-It doesn't take much in the way of brains or character to be a father. Being a dad means something. You probably know what I'm getting at...but allow me to explain anyway.
There are millions of fathers breathing the air on planet Earth. Many are also dads. Being a dad, at least to me, implies that a man has actually invested deep emotion in the lives of those he has fathered. A dad is a nuturer, protector, provider, and leader. Dad is a term of endearment, reverence, and respect.
While some, who are more formal with the language, also use father in such a way, I think most would agree that father is a more generic term describing one who has, through sexual intercourse, helped create a new life. In fact, one of the definitions of father in the dictionary is the male parent of an animal. Yes, another definition is one who begets, raises or nutures a child..but the common usage of father seems to be more parental than emotional. But, enough of the technical stuff.
Dads are the ones who should be honored and recognized. Dads take pride in everything about their children. They are the ones who unconditionally fall in love with their babies, and who enjoy watching, and helping, them grow into representatives of their families. Dads are the teachers, role models and, more often than not, loving husbands. They are the ones committed to family...and understand that families, and the loving relationships in them, are what produces our strongest, most productive, and most well-adjusted young people. Dads would run through brick walls for their kids. Or at least try. They would gladly die if it meant their children wouldn't have to. When their child calls him dad, dad always gets a charge.
Then there are the fathers who never understand what being a dad is all about. They relentlessly seek out the opportunity to engage in the "fatherly act", but never own up to the consequences of it. They may have many children, but never get to know them. They are more interested in themselves, and their next conquest, than the lives of those they have helped to create. They aren't there at the hospital to feel the joy of holding a newborn in the delivery room. They aren't there for the melancholy of the first day of school. They miss the first tee-ball game. The first communion. The confirmation. The graduation. The emotion of letting go at the wedding. What sad, and hollow individuals... these disconnected and confused fathers.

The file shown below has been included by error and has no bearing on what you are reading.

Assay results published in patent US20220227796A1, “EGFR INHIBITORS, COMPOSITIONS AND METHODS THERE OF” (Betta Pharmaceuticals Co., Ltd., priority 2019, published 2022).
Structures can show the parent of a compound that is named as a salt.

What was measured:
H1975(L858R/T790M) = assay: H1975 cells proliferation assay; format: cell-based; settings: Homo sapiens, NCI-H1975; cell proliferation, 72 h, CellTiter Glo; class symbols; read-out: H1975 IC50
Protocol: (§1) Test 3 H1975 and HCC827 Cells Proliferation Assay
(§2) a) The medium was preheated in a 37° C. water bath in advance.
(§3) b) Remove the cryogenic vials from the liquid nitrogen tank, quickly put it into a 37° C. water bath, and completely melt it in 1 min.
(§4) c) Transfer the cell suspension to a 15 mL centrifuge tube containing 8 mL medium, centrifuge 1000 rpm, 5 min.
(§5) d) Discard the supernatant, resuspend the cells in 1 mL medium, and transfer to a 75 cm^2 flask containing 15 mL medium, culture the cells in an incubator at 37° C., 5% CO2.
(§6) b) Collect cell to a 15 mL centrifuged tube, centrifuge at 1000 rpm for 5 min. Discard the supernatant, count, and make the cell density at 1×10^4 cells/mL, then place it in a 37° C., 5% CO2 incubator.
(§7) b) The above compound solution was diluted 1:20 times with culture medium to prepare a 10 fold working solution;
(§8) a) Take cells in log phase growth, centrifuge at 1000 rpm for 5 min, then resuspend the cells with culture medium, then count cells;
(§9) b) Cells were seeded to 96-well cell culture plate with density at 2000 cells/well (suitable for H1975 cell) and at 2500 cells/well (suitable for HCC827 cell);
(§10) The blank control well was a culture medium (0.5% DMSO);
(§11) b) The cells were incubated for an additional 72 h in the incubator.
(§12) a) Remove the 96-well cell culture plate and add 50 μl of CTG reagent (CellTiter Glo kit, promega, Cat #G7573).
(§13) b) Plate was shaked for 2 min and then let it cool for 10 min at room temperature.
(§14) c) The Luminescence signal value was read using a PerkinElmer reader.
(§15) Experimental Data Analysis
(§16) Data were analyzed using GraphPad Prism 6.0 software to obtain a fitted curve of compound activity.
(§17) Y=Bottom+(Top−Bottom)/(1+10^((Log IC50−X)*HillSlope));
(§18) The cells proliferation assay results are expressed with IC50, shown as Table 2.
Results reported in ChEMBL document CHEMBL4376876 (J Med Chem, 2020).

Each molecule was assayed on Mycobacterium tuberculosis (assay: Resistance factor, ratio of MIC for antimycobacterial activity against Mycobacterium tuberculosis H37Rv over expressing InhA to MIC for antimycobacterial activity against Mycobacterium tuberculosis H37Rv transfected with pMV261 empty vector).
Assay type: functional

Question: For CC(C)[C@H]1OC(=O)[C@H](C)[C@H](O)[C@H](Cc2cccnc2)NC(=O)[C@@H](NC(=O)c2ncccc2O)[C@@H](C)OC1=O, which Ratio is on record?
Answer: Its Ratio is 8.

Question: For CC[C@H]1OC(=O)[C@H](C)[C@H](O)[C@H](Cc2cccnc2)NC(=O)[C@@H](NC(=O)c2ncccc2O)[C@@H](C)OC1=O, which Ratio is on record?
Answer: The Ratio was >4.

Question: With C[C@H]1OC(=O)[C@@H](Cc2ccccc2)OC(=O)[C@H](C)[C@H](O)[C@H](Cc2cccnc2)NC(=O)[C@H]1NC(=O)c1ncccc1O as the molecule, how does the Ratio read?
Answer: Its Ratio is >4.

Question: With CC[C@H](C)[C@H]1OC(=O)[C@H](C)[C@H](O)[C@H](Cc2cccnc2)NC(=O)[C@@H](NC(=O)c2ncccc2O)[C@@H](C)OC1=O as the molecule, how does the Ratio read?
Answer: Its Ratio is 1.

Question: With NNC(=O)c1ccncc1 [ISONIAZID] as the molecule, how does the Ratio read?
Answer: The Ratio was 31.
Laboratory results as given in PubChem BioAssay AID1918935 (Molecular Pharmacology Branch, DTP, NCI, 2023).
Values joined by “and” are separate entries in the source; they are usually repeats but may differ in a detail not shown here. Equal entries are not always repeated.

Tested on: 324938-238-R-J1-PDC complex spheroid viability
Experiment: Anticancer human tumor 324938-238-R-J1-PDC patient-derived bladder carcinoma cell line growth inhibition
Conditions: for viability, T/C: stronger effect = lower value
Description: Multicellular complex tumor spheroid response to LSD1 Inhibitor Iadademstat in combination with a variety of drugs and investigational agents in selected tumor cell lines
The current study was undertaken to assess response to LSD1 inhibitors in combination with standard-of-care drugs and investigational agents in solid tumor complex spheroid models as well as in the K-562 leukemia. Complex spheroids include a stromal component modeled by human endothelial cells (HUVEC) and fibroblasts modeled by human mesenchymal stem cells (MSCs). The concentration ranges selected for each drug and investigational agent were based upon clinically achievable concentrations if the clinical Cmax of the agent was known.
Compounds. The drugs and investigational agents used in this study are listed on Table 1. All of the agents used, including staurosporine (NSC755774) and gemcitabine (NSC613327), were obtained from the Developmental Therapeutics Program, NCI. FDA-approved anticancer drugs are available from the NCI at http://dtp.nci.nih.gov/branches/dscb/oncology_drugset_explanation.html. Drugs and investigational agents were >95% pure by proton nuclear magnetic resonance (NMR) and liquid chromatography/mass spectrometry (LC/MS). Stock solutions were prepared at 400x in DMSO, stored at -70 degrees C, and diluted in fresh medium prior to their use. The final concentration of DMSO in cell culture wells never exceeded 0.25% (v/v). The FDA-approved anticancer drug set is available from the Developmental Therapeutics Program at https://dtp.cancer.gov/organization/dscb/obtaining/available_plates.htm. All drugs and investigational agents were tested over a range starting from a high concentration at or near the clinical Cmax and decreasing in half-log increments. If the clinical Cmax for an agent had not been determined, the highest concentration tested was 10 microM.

It has been my extreme pleasure and honor to be a dad and a husband. My life as a father has been so much more joyful, painful, emotional, rewarding and, in the end, valuable and enjoyable because I have attempted to be a dad for my sons. I am thankful that my dad, and his dad, taught me what it's all about. They set the right example. I always wanted to be a dad like they were. I hope I have come close. I can't imagine life any other way. I just wish more people in this world could understand the joy that is being a dad.
As long as there's going to be a somewhat manufactured holiday to honor fathers, let's remember to honor those who have at least tried their best to be dads.